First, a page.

In the present case Persinger argues that the trial court cannot consider all the facts and circumstances of the case in determining the reasonable period of time to obtain a replacement. Specifically, Persinger argues that the court's consideration of the plaintiff's financial inability to obtain a replacement is improper and cites to Cuddy v. United States (D.Mont.1980), 490 F.Supp. 390; Brandon v. Capitol Transit, Co. (1950), D.C.App., 71 A.2d 621. Prothro v. Dillahunty (1986), La.App., 488 So.2d 1163; Menard v. Prejean (1979), La.App. 374 So.2d 1275; Hoffman v. All Star Insurance (1974), La.App., 288 So.2d 388; and Cecere v. Harquail (1984), 104 A.D.2d 6, 481 N.Y.S.2d 533. These cases all stand for the proposition that in determining loss of use damages, financial inability to procure repair or replacement is an improper consideration. The basic reason given in these cases for the refusal to consider financial inability as a factor is the potential for abuse in inflating damages. E.g., Menard, at 1277. Although we recognize the potential for abuse, we reject the rule that unequivocally prohibits the consideration of financial inability in determining the time reasonably necessary to obtain a replacement. Instead, we choose to follow those authorities that allow the consideration of financial inability in calculating the time for loss of use damages. State v. Stanley (1973), Alaska, 506 P.2d 1284, 1293; Valencia v. Shell Oil, Co. (1944), 23 Cal.2d 840, 846, 147 P.2d 558, 561; Chesapeake and Ohio Ry. Co. v. Boren (1924), 202 Ky. 348, 355, 259 S.W. 711, 714; McPherson, 195 Mont. at 460, 636 P.2d at 856. However, to avoid the potential for abuse, we require evidence of other factors to establish the time reasonably necessary to obtain a replacement.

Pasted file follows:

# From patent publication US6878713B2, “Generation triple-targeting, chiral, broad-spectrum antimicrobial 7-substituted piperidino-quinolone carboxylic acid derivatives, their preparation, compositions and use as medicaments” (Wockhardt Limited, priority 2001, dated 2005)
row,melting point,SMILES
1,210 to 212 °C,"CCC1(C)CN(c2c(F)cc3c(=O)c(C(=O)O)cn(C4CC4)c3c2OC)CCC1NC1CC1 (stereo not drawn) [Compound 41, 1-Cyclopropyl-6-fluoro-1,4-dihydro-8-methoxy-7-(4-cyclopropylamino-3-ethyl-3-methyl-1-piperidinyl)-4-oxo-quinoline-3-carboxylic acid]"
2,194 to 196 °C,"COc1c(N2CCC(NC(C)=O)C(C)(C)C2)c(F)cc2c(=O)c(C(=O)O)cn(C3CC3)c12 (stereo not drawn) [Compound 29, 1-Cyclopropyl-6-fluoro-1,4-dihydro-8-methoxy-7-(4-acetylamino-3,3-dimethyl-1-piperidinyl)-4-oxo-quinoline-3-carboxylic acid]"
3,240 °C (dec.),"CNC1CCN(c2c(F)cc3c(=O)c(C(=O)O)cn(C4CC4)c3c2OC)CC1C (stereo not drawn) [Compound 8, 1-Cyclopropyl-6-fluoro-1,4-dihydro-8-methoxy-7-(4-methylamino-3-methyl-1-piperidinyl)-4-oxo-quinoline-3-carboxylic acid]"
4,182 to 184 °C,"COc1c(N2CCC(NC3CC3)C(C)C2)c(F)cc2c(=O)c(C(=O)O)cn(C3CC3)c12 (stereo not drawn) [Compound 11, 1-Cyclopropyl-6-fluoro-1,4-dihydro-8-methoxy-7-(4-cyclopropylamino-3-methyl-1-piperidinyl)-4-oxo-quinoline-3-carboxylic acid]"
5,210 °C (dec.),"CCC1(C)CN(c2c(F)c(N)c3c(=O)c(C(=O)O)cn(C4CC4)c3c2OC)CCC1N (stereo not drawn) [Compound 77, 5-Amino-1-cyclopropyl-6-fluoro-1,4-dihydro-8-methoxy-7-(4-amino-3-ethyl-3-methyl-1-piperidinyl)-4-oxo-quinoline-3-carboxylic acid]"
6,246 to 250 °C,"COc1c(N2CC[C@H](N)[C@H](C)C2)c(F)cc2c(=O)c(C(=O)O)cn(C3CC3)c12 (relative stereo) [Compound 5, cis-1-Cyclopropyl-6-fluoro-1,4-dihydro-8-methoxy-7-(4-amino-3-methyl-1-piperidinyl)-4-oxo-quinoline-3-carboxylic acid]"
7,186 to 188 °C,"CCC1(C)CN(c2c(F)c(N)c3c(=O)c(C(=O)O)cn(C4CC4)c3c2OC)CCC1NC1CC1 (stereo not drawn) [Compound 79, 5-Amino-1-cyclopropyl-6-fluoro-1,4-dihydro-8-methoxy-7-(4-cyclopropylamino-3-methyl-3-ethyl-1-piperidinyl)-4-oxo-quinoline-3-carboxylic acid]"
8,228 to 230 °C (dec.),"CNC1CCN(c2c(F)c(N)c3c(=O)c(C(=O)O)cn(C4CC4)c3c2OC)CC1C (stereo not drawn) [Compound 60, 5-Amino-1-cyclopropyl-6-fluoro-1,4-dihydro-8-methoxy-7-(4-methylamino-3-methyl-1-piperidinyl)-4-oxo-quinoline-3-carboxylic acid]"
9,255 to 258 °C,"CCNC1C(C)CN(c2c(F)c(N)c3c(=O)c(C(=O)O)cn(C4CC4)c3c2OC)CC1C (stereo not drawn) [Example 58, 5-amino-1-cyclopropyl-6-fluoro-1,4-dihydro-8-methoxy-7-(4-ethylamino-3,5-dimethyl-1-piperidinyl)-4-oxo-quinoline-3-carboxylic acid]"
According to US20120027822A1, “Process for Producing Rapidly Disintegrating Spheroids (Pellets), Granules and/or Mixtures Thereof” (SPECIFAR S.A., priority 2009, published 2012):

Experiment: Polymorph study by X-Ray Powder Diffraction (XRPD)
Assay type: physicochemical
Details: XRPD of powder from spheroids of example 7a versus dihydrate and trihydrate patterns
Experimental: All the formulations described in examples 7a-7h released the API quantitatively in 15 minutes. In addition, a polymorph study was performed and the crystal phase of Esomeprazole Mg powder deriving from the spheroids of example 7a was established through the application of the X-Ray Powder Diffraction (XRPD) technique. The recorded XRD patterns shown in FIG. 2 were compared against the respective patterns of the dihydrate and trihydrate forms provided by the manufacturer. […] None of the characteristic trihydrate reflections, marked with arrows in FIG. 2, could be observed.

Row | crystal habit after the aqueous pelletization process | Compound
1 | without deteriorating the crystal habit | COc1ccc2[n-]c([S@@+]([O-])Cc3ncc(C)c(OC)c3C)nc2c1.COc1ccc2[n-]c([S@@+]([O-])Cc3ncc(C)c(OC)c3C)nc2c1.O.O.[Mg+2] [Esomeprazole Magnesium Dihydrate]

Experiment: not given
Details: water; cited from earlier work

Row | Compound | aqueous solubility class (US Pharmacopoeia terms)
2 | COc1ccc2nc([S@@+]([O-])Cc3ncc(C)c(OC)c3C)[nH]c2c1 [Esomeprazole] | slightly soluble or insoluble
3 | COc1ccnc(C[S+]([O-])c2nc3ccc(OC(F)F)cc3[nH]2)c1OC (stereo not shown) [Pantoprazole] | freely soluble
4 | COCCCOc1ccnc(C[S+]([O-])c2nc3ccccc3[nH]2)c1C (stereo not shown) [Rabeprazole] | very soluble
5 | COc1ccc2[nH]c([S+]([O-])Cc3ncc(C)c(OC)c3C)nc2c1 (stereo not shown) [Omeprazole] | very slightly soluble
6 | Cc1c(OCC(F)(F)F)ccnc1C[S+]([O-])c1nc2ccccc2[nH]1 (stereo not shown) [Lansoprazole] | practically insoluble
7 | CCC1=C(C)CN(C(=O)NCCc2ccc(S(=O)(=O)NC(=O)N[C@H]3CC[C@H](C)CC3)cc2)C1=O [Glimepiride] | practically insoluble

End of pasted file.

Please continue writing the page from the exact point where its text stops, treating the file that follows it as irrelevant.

In proving the reasonable time necessary to obtain a replacement, the plaintiff must provide the court with evidence of all the factors that go into the process of obtaining a replacement, including: the time required to determine that the property is unrepairable, the nature of the property, market availability of a replacement, the time required to locate a replacement, the availability and time required to obtain financing, the plaintiff's efforts to locate and obtain a replacement, the plaintiff's efforts to locate and obtain financing, the defendant's good or bad faith efforts to settle or litigate, and the plaintiff's financial ability to obtain a replacement. Valencia, 23 Cal.2d at 846, 147 P.2d at 561; McPherson, 195 Mont. at 460, 636 P.2d at 856. Although financial ability is a factor in the determination, proof of financial inability alone will not establish the reasonable time required to obtain a replacement. Furthermore, financial inability cannot be used to inflate...

To continue reading

Request your trial
22 cases
  • Mci, LLC v. Patriot Engineering and Environmental, 1:06-cv-00945-DFH-JMS.
    • United States
    • United States District Courts. 7th Circuit. United States District Court (Southern District of Indiana)
    • May 17, 2007
    ...of use of the property is proper. Hamacher v. Decker Livestock, Inc., 536 N.E.2d 304, 305 (Ind. App.1989), citing Persinger v. Lucas, 512 N.E.2d 865, 868 (Ind.App.1987), and cases cited therein; see also Public Service Co. of Indiana, Inc. v. Bath Iron Works Corp., 773 F2d 783, 793-95 (7th ......
  • Weisman v. Hopf-Himsel, Inc., HOPF-HIMSE
    • United States
    • Court of Appeals of Indiana
    • March 20, 1989
    ...not reweigh the evidence or assess the credibility of witnesses. Dunn v. Cadiente (1987), Ind., 516 N.E.2d 52, 54; Persinger v. Lucas (1987), Ind.App., 512 N.E.2d 865, 868. Thus, to prevail on their contention that the damage award should be modified, the Weismans must show that the award w......
  • Hacker v. Holland, 24A04-9003-CV-126
    • United States
    • Court of Appeals of Indiana
    • April 30, 1991
    ...... Persinger v. Lucas (1987), Ind.App., 512 N.E.2d 865, 870. If he succeeds, any damages to Hacker will be ......
  • Kenai Chrysler Center, Inc. v. Denison, S-11688.
    • United States
    • Supreme Court of Alaska (US)
    • September 21, 2007
    ...62. Id. 63. Id. 64. See, e.g., United Truck Rental v. Kleenco Corp., 84 Hawai'i 86, 929 P.2d 99, 110 (Haw.App. 1996); Persinger v. Lucas, 512 N.E.2d 865, 869 (Ind.App.1987); Moxley v. Cole, 736 So.2d 249, 252 (La.App.1999). But see Whitehead v. Kan. City S. R.R., 758 So.2d 211, 221 (La.App.......
  • Request a trial to view additional results

VLEX uses login cookies to provide you with a better browsing experience. If you click on 'Accept' or continue browsing this site we consider that you accept our cookie policy. ACCEPT